NORWAY — BikeMaine 2014 organizers said Norway was selected as one of five communities to host 350 bicyclists and volunteers next September because of the town’s initiatives to get residents physically active.
“BikeMaine selected Norway as a host community in 2014 in part because of all the amazing things that have been happening in Norway around biking and walking,” said BikeMaine Ride Director Kim True. “Norway has been very forward thinking around initiatives to get its residents engaged in physical activity.”
The event is set for Sept. 6-13 and will bring 350 bicycle riders from Maine and other states to ride a 340-mile route of 52 to 62 miles each day through western, central and coastal Maine. In addition to Norway, BikeMaine organizers announced this week that Westbrook, Winthrop, Gardiner, Boothbay Harbor and Bath will also act as host communities for this second annual event.
Organizers say the ride is intended to allow participants to explore the people, places, culture and food of Maine in order to promote bicycle tourism and support bicycle and pedestrian infrastructure projects throughout the state.
True said organizers recognized Norway’s emphasis on physical activities, including the Norway Triathlon, the development of Roberts Farm Preserve Trails, its participation with Healthy Oxford Hills, which promotes proper nutrition and exercise, and its multiple representatives on the Bicycle Coalition of Maine’s Community Spoke’s team, which produces the BikeMaine event. The increased interest in biking has resulted in a new downtown business, Green Machine Bike Shop, which hosts weekly group rides during bike season, she said.
Norway also hosted a Western Maine Active Communities Environments Conference in March of 2013, True said. The purpose was to inform communities in the region about steps they can take to integrate physical activity opportunities into community planning, transportation and land use decisions and encourage more walking and biking.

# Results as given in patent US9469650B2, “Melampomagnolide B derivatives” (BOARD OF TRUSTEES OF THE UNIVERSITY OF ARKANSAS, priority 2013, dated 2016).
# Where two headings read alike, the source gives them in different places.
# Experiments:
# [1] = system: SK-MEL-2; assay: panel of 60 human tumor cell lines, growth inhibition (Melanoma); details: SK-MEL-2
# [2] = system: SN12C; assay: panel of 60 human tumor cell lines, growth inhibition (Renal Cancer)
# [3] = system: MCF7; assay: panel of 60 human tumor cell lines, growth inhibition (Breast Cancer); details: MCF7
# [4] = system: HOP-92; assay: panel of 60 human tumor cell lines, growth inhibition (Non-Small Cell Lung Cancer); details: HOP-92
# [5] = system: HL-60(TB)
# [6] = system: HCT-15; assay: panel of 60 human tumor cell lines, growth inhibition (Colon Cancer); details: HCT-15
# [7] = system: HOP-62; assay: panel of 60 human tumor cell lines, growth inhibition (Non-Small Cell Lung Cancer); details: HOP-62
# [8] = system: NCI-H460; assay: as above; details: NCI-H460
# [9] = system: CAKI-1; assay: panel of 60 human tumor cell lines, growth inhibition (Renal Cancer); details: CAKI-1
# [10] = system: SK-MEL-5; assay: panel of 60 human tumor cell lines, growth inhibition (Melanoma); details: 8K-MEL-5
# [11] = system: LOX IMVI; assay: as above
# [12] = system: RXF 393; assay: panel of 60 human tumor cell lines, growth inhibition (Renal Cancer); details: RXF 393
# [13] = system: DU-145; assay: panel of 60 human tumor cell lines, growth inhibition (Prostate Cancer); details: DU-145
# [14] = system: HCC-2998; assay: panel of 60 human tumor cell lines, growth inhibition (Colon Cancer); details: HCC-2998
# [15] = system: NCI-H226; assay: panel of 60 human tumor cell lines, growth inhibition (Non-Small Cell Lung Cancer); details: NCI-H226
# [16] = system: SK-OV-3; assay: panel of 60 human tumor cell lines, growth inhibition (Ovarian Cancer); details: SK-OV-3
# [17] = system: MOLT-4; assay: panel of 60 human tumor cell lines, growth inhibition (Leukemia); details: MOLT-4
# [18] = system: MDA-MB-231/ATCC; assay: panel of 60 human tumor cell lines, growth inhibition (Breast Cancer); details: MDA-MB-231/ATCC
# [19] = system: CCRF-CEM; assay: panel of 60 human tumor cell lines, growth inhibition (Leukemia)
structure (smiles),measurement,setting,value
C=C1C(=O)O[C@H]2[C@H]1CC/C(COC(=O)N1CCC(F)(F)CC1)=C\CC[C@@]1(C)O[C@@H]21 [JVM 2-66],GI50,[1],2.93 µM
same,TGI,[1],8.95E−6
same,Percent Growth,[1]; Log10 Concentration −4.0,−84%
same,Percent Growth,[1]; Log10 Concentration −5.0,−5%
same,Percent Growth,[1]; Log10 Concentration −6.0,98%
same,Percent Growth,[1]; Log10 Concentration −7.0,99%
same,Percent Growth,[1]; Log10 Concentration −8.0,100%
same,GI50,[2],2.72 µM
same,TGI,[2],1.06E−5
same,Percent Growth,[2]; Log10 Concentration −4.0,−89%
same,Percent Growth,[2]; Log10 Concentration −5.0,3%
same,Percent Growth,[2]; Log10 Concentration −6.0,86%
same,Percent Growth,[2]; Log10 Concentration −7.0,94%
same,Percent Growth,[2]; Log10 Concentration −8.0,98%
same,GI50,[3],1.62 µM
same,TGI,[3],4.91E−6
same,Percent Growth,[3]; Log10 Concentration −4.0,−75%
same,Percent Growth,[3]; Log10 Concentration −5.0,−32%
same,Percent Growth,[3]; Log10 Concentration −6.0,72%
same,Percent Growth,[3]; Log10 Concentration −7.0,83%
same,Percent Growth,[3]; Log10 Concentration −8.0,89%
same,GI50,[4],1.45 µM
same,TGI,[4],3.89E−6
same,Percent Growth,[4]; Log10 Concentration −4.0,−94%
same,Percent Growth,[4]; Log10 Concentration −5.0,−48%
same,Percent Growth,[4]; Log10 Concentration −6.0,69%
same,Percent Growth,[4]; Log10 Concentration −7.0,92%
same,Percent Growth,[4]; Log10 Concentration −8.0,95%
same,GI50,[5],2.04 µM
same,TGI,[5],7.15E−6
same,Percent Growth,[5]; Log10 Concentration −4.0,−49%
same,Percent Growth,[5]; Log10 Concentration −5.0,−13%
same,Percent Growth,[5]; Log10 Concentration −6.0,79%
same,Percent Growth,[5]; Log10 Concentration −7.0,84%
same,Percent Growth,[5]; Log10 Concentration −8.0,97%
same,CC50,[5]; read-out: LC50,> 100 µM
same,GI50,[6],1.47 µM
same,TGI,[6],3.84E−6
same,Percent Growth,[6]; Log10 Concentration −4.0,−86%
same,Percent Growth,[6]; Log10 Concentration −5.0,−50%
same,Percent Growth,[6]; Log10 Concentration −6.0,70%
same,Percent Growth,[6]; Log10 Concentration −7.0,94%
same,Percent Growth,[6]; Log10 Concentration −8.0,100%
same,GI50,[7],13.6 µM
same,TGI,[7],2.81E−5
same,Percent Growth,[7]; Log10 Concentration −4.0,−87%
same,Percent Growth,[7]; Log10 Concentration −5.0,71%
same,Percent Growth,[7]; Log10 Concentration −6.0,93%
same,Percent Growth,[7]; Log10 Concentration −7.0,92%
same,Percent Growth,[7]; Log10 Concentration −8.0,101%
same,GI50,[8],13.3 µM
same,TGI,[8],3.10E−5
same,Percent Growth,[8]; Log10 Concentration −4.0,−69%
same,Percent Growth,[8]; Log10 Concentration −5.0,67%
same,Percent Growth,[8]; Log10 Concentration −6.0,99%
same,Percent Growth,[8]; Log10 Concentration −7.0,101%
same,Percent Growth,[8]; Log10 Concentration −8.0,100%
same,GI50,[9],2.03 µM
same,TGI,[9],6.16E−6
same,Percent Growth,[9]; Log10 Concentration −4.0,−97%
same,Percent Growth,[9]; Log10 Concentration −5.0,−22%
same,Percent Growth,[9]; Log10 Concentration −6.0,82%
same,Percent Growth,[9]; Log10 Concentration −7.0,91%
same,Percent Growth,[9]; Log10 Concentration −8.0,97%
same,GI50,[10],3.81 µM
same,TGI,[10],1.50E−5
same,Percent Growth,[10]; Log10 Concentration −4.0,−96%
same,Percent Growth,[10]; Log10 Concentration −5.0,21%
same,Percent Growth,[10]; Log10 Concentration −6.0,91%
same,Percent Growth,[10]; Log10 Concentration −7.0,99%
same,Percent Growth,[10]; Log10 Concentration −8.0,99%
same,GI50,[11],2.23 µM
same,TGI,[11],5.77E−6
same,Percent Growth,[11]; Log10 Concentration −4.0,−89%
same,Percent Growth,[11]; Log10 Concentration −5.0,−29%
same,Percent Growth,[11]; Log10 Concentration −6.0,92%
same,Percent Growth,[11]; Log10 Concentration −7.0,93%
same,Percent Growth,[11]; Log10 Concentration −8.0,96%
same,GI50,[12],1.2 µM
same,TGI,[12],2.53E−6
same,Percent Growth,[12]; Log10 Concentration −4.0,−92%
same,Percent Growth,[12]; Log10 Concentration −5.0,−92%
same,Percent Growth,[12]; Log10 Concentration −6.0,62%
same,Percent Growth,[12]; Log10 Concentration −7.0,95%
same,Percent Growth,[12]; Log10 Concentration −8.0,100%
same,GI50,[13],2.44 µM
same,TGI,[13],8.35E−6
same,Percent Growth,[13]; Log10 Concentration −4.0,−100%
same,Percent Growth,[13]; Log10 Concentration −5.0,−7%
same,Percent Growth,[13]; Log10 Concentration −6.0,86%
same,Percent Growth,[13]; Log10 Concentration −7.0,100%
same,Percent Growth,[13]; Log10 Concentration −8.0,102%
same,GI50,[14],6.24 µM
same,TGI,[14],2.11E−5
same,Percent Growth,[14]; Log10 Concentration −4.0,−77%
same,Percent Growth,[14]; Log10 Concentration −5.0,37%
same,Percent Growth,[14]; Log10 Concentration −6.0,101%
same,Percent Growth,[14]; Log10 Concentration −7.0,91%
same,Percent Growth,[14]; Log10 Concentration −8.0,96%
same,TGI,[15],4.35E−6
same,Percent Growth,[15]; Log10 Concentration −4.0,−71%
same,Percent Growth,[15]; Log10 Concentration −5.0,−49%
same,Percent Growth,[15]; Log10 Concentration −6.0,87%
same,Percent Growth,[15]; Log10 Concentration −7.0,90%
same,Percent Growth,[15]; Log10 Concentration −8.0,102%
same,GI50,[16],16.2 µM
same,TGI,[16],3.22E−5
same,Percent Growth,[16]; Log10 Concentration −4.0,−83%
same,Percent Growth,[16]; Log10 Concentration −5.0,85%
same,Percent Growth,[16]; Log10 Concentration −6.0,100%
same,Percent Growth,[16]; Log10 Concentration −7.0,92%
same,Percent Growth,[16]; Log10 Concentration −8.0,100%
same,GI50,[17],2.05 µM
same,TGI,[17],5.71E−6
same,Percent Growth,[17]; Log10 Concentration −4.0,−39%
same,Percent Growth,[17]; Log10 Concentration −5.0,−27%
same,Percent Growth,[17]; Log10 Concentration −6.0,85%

Additionally, True said Norway is a part of the Maine Downtown Network, with a vibrant and walkable downtown. The downtown, with its centerpiece Opera House, is also on the National Register of Historic Places.
“Norway has a lot to offer our riders and we think our 400 BikeMaine participants and volunteers will very much enjoy their overnight stay in this town,” True said.
For Norway, the news is good on a number of levels.
“It’s going to be quite an event,” Selectman Bruce Cook said.
He said that with the large number of people expected in town, he hopes downtown merchants will welcome them.
“I hope a lot of merchants will open their doors (late) to keep them in town,” he said.
Recreation Director Deb Partridge said arrangements are being made to provide the town’s recreational fields on Cottage Street as a site for the event’s “tent city.”
“This is a great opportunity for Norway,” she said.
The site was chosen because the riders wanted to be close to downtown where they could shop and dine, she said.
Police chief Rob Federico said he has met with the organizers and he does not believe the impact will be “much of a burden” on the Police Department.
“The intent is the host town will benefit from the focus on Norway,” he said.
True said the event will help promote bicycle tourism in Maine.
“As a BikeMaine host community, Norway will benefit by the exposure to bicycle enthusiasts throughout Maine and across the country our event provides. Thousands of bicyclists will learn about Norway through our website, and hundreds will visit the town,” True said.
“After the event is over, information about bicycling around Norway will remain on our website, along with route maps beginning and ending in the town, so that bicyclists wanting to ride in the area easily can find information about where to bike and where to stay in town.”
Angela Harvey, Norway coordinator for the event, said she expects to learn more about the local need for volunteers to help with camping, lodging, safety, food and entertainment issues, at a meeting in several weeks.
“It’s very exciting. We have such great riding in this area,” she said.
BikeMaine is offered by the Bicycle Coalition of Maine, the state’s leading bicycle advocacy group with more than 5,000 members. The coalition said it hopes “to create a bridge between bicycling and sustainable community economic development, where attention to health and wellness — at work and at home — can spur community growth, vitality and economic prosperity.”
Proceeds from the ride will be split among the coalition, to fund its mission of making Maine better for bicycling, and the host communities in the form of cash grants to support biking and walking initiatives.